It represented a homecoming game for Broncos quarterback Drew Lock. The kid who starred at Lee's Summit High School 15 minutes away aimed to become the first Denver rookie to win his first three starts. With spotty protection and erratic command, Lock experienced a clumsy outing. He was sacked twice in the first three possessions, and his five completions netted only 26 yards. As the game wore on in the driving snow, the Broncos appeared like they were on roller blades while Patrick Mahomes wore skis. The Chiefs didn't punt until 6:15 remaining in the third quarter. At that point, Mahomes had connected on 23 of 28 passes for 286 yards and two scores, inflating a 20-point cushion.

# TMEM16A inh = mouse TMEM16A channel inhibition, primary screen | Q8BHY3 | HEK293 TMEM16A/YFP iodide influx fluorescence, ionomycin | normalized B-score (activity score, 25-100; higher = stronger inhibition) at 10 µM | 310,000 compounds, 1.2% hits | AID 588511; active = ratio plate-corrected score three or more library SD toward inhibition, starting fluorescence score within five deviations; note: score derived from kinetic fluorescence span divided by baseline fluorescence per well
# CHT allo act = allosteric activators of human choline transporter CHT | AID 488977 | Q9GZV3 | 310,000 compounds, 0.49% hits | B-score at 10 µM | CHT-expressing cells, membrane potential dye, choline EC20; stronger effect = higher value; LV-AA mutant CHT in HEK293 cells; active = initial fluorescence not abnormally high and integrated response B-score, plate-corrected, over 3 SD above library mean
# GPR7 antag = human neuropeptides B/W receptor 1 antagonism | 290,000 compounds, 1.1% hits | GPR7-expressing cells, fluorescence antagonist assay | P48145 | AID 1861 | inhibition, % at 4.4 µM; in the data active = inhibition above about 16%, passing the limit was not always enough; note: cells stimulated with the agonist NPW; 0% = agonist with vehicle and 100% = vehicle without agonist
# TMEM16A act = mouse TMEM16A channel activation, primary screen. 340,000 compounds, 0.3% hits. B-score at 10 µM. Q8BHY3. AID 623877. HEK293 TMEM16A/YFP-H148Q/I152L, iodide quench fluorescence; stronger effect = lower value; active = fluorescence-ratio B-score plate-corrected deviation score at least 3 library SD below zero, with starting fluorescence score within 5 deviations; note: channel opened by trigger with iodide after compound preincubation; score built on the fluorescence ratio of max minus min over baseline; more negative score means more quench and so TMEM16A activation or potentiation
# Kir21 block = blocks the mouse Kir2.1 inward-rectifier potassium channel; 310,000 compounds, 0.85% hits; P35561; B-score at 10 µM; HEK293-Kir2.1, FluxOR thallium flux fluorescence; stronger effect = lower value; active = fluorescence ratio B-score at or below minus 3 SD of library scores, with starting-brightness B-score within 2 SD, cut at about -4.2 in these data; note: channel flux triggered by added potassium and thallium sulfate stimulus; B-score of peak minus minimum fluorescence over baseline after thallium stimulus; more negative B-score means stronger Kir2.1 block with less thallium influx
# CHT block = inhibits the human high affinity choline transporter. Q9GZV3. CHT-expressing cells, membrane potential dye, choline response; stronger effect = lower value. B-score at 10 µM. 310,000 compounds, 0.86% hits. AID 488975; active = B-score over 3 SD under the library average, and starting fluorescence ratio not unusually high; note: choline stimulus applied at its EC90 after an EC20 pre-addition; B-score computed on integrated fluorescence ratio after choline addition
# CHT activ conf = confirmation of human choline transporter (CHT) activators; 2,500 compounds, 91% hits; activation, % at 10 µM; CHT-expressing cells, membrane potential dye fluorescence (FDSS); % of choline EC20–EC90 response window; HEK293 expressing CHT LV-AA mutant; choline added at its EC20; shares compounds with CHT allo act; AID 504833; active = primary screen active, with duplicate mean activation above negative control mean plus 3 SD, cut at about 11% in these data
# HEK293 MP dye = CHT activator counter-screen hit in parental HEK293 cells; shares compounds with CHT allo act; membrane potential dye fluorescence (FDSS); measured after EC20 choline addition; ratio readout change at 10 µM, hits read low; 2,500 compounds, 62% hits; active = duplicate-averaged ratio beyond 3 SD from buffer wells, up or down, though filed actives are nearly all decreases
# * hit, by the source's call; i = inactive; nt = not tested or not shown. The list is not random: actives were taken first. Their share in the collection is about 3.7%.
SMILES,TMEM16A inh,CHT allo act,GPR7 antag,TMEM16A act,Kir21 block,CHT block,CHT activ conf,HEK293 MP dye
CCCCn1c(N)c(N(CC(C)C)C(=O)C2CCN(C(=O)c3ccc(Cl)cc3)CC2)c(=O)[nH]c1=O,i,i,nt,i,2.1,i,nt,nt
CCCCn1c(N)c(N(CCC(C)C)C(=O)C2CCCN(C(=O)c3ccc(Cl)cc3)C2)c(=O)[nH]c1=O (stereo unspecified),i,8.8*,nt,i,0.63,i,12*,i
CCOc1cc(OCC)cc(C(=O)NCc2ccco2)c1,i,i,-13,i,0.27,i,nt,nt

"As people look at this, I think it will definitely blown up that we got our butts kicked. But there were so many opportunities," said Lock, who completed 18 of 40 passes for 208 yards with one interception. "As bad as people say it looked, we will realize there were plays to be made, and if we make a couple here and there that's a different game. ... It's disappointing. But it has nothing to do with coming home. I would be disappointed anywhere if I played like this."
The Chiefs struck fast, numbing the Broncos with a 41-yard rainbow to speedy receiver Tyreek Hill. The possession demonstrated the challenge of Denver pulling off the shocker and foreshadowed trouble.